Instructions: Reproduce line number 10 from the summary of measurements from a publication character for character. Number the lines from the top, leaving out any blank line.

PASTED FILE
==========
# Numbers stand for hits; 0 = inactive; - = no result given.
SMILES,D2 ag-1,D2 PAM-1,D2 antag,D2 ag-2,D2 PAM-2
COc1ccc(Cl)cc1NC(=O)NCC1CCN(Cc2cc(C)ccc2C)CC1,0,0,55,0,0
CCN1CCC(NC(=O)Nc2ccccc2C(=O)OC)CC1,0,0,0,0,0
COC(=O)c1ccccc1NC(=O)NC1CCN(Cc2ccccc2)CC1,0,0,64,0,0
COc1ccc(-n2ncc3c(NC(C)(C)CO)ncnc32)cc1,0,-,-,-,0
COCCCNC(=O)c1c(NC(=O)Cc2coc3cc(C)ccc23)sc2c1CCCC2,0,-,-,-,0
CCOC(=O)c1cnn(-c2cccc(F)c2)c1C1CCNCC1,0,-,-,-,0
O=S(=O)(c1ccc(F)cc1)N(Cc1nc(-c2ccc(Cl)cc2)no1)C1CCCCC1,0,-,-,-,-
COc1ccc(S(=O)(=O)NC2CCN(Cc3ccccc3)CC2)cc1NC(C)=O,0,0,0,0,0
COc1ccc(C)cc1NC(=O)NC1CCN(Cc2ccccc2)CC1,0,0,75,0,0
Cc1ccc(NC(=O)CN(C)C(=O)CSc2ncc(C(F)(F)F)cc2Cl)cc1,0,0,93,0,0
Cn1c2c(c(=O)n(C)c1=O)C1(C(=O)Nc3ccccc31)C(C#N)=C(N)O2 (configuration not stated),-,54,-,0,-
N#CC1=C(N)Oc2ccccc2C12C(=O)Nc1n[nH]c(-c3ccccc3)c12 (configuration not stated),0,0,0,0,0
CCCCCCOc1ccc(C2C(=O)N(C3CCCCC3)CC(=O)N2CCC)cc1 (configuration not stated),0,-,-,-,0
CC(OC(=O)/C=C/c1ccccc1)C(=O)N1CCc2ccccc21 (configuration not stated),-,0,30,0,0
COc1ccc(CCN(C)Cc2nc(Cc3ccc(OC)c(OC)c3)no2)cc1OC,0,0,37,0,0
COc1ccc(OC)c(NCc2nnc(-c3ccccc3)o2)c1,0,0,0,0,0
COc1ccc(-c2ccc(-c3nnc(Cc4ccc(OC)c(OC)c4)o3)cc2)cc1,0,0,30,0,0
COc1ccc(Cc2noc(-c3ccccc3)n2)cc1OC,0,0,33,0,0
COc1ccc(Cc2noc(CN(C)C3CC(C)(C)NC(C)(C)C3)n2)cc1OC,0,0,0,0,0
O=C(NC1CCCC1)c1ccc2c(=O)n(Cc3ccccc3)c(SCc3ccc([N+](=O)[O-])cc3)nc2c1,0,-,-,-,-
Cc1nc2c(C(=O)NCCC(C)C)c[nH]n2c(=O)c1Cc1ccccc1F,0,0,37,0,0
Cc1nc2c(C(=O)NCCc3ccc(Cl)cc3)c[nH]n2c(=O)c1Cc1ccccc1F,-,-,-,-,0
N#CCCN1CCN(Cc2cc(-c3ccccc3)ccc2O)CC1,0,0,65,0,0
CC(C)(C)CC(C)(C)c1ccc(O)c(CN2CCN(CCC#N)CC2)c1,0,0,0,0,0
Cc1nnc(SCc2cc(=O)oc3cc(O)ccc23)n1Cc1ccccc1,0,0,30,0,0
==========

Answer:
COc1ccc(S(=O)(=O)NC2CCN(Cc3ccccc3)CC2)cc1NC(C)=O,0,0,0,0,0